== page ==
(A) A 43-year-old woman with a mucinous carcinoma in the left breast. The rs-EPI DWI demonstrated an oval circumscribed mass with a heterogeneous internal pattern in the left breast, which was scored as 1 (probably benign finding) during qualitative analysis. (B) An 80-year-old woman with invasive ductal carcinoma in the right breast. The rs-EPI DWI demonstrated an oval circumscribed mass with a homogeneous internal pattern in the right breast, which was scored a 1 (probably benign finding) on qualitative analysis. (C) A 61-year-old woman with ductal carcinoma in situ of the left breast. During qualitative analysis of rs-EPI DWI, there was a focal heterogeneous non-mass lesion, which was scored a 2 (indeterminate finding). (D) A 44-year-old woman with invasive ductal carcinoma in the right breast. The rs-EPI DWI demonstrated an irregular mass with an irregular margin and a homogeneous internal pattern, which was scored a 2 (indeterminate finding). (E) A 59-year-old woman with invasive ductal carcinoma of the left breast. During qualitative analysis of rs-EPI DWI, there was a segmental heterogenous non-mass that was scored a 3 (probably malignant finding). (F) A 51-year-old woman with invasive ductal carcinoma of the left breast. During qualitative analysis of rs-EPI DWI, there was an irregular spiculated mass with rim sign, which was scored a 3 (probably malignant finding).

Table 2. Morphological descriptors used in DWI qualitative analysis according to estimated malignancy risk.

Quantitative DWI analysis.

The ADC value was calculated according to the formula: ADC = [1/(b2-b1)]ln(S2/S1), where S1 and S2 are the signal intensities in the regions of interest (ROIs) obtained by two gradient factors, b2 and b1 (b1 = 0 and b2 = 750 seconds/mm2). A region of interest was manually drawn to encompass the corresponding lesion on the ADC maps. The DCE-MRI images were referenced to avoid fatty or necrotic tissues. At least three measurements were performed for each lesion. The lowest value was accepted as the ADC value. Receiver operating characteristic (ROC) curve analysis was performed to determine the optimal ADC cutoff value to differentiate malignant and benign tumors. The optimal cutoff value was determined by using the maximum Youden index (sensitivity + specificity– 1), assuming sensitivity and specificity were equally important. The resulting ADC cutoff value (1.0×10-3mm2/s) was used for the combination analysis in the next step.

Combination DWI analysis.

We reassessed cases to evaluate the added value of qualitative analysis to quantitative analysis on DWI. For lesions that received a score of 1 or 2 on qualitative analysis, the final classification was based on the ADC value regardless of the qualitative score. All lesions with a score of 3 were classified as malignant regardless of the ADC value.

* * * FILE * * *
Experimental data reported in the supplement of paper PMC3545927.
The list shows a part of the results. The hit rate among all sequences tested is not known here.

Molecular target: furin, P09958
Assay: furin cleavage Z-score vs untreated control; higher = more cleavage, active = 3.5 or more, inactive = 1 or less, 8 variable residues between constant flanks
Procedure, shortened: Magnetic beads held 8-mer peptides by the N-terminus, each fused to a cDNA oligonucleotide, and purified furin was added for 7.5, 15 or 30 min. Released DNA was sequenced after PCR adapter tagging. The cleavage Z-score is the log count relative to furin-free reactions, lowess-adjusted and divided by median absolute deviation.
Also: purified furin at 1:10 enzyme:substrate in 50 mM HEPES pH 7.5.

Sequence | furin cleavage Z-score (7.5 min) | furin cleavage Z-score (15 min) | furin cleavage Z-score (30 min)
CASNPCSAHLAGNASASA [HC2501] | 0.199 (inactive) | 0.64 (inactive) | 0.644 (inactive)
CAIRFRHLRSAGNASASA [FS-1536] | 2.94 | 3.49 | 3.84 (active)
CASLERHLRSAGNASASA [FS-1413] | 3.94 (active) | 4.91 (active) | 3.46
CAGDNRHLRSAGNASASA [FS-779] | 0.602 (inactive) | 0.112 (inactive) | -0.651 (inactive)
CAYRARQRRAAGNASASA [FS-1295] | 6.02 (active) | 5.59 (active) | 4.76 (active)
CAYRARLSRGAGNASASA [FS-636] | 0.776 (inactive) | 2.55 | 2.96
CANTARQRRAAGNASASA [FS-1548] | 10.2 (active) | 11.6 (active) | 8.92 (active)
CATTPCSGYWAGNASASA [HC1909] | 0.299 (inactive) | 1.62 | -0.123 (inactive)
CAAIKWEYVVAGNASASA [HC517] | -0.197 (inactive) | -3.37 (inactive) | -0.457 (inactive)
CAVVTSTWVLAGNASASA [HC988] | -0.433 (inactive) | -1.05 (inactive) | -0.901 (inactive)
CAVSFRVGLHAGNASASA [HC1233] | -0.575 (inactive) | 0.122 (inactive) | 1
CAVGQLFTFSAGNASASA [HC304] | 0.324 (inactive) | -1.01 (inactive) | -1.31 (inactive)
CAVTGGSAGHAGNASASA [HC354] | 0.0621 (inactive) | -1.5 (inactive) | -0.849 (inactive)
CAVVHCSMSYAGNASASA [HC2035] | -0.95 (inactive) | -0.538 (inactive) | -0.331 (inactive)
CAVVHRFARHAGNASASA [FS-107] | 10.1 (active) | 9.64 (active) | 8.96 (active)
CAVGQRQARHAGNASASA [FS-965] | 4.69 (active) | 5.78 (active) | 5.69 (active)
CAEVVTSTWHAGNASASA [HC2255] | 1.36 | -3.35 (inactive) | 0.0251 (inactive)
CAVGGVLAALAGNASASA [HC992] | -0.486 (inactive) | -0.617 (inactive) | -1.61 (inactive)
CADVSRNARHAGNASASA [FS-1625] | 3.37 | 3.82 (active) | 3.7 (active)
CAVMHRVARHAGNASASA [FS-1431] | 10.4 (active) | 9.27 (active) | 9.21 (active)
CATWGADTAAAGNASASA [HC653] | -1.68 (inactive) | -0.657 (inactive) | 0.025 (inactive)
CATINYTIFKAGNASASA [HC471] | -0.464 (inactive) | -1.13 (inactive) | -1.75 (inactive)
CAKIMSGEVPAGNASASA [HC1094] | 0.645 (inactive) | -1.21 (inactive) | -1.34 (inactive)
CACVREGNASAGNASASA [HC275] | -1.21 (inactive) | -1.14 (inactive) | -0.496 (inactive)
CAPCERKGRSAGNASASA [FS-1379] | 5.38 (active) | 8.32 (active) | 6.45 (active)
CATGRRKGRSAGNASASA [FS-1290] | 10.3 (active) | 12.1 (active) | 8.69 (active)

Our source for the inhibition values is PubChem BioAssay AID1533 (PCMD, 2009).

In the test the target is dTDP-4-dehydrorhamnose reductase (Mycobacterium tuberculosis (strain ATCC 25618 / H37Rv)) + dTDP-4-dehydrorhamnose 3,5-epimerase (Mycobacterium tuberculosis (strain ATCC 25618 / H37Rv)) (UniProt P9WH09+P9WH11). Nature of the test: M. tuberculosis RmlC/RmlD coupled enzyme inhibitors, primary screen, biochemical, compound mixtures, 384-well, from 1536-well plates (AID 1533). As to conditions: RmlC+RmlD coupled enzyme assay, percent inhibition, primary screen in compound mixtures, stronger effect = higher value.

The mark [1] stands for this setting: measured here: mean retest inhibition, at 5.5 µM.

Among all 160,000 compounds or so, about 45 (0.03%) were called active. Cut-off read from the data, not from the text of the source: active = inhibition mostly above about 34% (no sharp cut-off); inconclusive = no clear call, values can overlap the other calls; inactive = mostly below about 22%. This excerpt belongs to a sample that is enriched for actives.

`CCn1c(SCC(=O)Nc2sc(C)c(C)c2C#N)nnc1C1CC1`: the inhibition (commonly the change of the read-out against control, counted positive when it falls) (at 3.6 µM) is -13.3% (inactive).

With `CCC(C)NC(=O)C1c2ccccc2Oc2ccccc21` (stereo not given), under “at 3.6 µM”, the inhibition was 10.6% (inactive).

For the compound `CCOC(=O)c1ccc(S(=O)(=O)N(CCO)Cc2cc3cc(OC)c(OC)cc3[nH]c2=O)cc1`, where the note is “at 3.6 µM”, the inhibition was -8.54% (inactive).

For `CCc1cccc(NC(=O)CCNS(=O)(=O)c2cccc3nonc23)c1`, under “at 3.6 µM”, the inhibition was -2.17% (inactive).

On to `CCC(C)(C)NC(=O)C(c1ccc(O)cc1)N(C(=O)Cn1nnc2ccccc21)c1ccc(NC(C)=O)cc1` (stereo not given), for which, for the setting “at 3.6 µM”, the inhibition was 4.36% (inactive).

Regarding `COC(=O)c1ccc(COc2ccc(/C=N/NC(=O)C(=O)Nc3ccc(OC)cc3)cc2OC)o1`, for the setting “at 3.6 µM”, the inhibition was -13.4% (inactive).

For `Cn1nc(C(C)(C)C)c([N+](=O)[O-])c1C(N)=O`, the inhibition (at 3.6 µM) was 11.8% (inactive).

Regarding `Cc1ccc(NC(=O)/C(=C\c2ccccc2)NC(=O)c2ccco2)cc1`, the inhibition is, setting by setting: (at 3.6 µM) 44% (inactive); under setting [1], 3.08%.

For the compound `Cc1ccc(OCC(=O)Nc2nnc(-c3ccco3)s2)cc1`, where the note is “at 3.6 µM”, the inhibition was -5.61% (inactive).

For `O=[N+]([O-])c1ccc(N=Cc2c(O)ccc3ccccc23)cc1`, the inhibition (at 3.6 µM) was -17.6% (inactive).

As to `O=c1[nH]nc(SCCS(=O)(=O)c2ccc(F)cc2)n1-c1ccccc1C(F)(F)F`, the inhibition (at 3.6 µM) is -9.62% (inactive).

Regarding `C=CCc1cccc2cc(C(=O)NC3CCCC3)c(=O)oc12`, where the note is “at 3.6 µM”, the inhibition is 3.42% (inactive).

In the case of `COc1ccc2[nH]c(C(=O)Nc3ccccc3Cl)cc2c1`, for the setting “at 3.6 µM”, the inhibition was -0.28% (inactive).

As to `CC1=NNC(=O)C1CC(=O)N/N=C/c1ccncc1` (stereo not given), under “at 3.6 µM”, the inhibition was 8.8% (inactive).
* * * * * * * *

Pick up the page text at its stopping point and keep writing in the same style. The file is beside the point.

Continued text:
Data and statistical analysis

To identify lesion characteristics in DWI analyses to predict malignancy, univariate and multivariate logistic regression analysis were performed by using the Chi-square test and Wilcoxon rank sum test (Table 3). Based on the univariate analysis results, we selected covariates for multivariate logistic regression analyses among the variables. These covariates were shape, margin, internal pattern, and ADC value for mass type lesions. We then calculated the odds ratios with 95% confidence intervals and P-values for each predictor variable. The diagnostic performance of each DWI analysis (qualitative alone, quantitative alone, and the combination of both qualitative and quantitative) was evaluated and compared with that of DCE-MRI by comparing ROC curve analyses. Following this, the diagnostic performance of the DWI combination analysis according to lesion size was evaluated using a Chi-square test and Hanley JA & McNeil BJ's method to determine the difference between two independent AUCs. All the statistical analyses were performed using the software package SAS Enterprise Guide 5.1 (SAS Institute, Inc., Cary, NC, USA) and MedCalc ver. 16.1 (MedCalc software, Mariakerke, Belgium). P-values <0.05 indicated statistical significance.


The mean size of the malignant masses was 2.42 ± 1.78 cm, and the mean size of the benign masses was 1.03 ± 1.21 cm. The median sizes of the malignant and benign masses were 2.0 cm (range: 0.5–10.2 cm) and 0.75 cm (range: 0.3–6.8 cm), respectively. Three lesions were not visible on DWI: a 1.5-cm radial scar, a 0.6-cm intraductal papilloma, and a fibrocystic change of 0.4 cm. Of the 141 lesions visible on DWI, 119 were mass type lesions, and 22 were non-mass type lesions.

The significantly frequent morphological features among the malignancies were round/irregular shapes and irregular/spiculated margins for mass type lesions (P<0.0001, Table 3). For non-mass type malignancies, the significant features were linear/segmental distribution and heterogeneous internal pattern/rim sign (P<0.0001, Table 3). The significantly frequent morphological features among benign breast lesions were an oval shape and a circumscribed margin for mass type lesions (P<0.0001) and focal and homogeneous internal patterns for non-mass type lesions (P<0.0001). For univariate analysis, the following DWI features were significantly different between benign and malignant lesions: shape, margin, the pattern, and ADC cutoff value of 1.0×10−3 mm2/s for mass type lesions. Lesion characteristics for NME type lesions were not included in the multivariate analysis because the variables were not significant in the univariate analysis. With multivariate logistic regression analyses (Table 4), a heterogeneous internal pattern (P = 0.005) and ADC value <1.0×10-3mm2/s (P = 0.002) were the DWI features with the strongest independent indications for malignancy (Fig 2).